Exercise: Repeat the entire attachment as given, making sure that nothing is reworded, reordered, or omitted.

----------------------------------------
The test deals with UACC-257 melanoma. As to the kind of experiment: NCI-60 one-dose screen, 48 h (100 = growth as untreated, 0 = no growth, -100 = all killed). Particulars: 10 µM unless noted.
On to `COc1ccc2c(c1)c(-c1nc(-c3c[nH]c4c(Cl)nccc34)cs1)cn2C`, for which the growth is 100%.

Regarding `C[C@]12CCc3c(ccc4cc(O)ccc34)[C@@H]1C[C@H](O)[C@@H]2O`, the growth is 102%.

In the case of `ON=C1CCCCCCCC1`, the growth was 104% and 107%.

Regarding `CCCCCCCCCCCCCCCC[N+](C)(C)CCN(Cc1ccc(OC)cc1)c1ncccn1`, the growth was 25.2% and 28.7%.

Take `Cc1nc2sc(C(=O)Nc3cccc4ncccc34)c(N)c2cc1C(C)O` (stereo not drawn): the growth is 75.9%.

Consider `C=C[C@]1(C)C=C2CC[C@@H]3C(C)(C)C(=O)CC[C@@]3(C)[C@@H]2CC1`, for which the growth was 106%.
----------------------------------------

The test deals with UACC-257 melanoma. As to the kind of experiment: NCI-60 one-dose screen, 48 h (100 = growth as untreated, 0 = no growth, -100 = all killed). Particulars: 10 µM unless noted.
On to `COc1ccc2c(c1)c(-c1nc(-c3c[nH]c4c(Cl)nccc34)cs1)cn2C`, for which the growth is 100%.

Regarding `C[C@]12CCc3c(ccc4cc(O)ccc34)[C@@H]1C[C@H](O)[C@@H]2O`, the growth is 102%.

In the case of `ON=C1CCCCCCCC1`, the growth was 104% and 107%.

Regarding `CCCCCCCCCCCCCCCC[N+](C)(C)CCN(Cc1ccc(OC)cc1)c1ncccn1`, the growth was 25.2% and 28.7%.

Take `Cc1nc2sc(C(=O)Nc3cccc4ncccc34)c(N)c2cc1C(C)O` (stereo not drawn): the growth is 75.9%.

Consider `C=C[C@]1(C)C=C2CC[C@@H]3C(C)(C)C(=O)CC[C@@]3(C)[C@@H]2CC1`, for which the growth was 106%.